Facebook wants to be your newspaper. You already read updates from your friends and family with your morning coffee, but only about half of you get actual news--we're talking world events here, people--from the social network. Facebook wants to change that.
So your News Feed is going to look a little different soon. Facebook said Monday that it is going to differentiate news articles from random content, like meme photos from other sites. Articles or content Facebook deems "high quality" will get special treatment.
"We've noticed that people enjoy seeing articles on Facebook, and so we're now paying closer attention to what makes for high-quality content, and how often articles are clicked on from News Feed on mobile," the company said in a Monday blog post. "What this means is that you may start to notice links to articles a little more often (particularly on mobile)."
Facebook is reportedly working on a read-it-later feature for mobile, according to AllThingsD, but it's unclear if or when that feature will roll out, or how it will affect the news content you see in your News Feed.
You'll see news more prominently, and to keep you in that scholarly mood, Facebook plans to surface related news after you finish an article.
In August, Facebook tweaked its algorithms to push more interesting status updates to the top of the News Feed. Now that selective ranking applies to some articles shared on the network. If your friends are sharing or commenting on a news story, Facebook will push that story back to the top once you've read it, so you can see what your friends said about it. Maybe you'll decide to comment, too, and start a conversation.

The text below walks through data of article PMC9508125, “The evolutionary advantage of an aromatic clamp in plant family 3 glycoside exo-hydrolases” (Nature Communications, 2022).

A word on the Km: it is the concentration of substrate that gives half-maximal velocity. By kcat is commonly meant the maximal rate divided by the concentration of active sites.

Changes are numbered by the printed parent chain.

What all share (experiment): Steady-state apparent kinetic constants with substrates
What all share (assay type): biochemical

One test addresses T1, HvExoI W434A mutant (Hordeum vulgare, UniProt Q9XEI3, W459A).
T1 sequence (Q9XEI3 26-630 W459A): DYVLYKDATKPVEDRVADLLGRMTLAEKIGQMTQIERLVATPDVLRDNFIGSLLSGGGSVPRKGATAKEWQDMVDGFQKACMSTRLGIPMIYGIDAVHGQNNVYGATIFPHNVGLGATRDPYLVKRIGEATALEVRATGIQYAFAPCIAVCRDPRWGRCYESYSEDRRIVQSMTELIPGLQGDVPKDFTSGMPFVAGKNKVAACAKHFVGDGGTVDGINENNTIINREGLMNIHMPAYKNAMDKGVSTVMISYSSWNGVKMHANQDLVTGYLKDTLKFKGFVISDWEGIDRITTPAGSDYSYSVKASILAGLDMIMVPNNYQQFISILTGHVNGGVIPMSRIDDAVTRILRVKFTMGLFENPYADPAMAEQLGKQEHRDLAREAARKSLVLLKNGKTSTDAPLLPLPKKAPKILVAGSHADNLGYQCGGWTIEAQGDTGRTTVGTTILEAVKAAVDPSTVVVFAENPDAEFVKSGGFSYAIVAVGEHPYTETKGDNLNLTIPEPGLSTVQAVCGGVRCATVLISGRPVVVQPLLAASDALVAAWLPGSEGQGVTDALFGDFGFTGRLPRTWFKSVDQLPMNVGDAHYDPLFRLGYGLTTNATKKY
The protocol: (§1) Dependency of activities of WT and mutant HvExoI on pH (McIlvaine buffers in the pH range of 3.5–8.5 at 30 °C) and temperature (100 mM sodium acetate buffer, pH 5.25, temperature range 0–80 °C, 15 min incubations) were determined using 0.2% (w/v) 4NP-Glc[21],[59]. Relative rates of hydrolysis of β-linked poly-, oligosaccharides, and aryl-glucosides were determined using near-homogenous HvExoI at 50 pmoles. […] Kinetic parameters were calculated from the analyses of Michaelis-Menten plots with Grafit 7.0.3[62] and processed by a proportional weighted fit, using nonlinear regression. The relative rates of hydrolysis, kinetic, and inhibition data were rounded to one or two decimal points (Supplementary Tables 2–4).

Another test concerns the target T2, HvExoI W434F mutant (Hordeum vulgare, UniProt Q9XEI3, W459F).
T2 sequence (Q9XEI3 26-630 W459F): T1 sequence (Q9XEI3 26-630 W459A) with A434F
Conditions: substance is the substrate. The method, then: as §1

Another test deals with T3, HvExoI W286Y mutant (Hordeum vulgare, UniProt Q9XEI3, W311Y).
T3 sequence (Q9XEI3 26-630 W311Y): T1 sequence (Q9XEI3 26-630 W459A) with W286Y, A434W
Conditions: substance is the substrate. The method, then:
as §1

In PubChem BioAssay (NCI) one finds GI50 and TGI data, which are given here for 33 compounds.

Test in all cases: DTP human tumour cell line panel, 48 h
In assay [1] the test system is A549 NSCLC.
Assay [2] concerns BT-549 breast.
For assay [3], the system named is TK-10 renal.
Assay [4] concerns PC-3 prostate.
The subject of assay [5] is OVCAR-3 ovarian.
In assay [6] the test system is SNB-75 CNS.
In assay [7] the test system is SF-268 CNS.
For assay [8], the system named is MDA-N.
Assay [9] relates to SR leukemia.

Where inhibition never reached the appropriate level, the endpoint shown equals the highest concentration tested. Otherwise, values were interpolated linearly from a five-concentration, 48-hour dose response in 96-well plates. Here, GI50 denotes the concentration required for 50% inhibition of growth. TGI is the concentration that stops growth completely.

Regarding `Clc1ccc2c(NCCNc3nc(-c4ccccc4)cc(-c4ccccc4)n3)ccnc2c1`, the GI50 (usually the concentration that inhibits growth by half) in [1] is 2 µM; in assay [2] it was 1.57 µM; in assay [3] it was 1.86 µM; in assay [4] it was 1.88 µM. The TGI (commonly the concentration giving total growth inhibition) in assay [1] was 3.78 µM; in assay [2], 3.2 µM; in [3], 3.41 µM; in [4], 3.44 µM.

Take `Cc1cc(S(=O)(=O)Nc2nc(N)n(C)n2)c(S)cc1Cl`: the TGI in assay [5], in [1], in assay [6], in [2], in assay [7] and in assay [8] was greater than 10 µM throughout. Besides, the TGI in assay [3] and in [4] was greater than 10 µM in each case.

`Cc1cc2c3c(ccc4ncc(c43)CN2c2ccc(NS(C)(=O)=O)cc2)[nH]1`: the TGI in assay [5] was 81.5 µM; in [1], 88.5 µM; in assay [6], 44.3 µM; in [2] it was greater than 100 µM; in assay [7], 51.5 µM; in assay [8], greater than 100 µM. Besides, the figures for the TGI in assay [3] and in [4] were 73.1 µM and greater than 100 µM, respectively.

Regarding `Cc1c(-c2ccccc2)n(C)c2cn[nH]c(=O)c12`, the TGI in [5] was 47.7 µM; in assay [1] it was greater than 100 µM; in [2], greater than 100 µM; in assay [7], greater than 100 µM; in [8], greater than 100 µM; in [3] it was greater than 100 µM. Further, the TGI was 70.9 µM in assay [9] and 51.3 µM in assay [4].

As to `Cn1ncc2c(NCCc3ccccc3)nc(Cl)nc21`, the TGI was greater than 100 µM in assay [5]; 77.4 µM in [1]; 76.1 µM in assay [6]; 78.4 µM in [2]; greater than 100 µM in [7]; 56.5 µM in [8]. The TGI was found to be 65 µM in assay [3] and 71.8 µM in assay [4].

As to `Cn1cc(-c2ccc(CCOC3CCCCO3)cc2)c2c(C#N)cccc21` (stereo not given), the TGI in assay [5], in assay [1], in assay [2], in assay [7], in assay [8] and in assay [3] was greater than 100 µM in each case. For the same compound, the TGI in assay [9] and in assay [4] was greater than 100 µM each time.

Facebook wants to prove its worth as a media partner--in October, media sites saw referral traffic from Facebook triple over the year before. In September, the social network began partnering with news organizations to display event-related Facebook conversations in embeddable Public Feeds.
Twitter still has an edge over Facebook when it comes to delivering news to the masses in unique ways, including its recent Event Parrot experiment with pushing out breaking news alerts to users. Pew Research Center's Journalism Project research found in October that most people get news on Facebook by accident. The social network is trying to make that discovery more purposeful and personalized with this latest effort.
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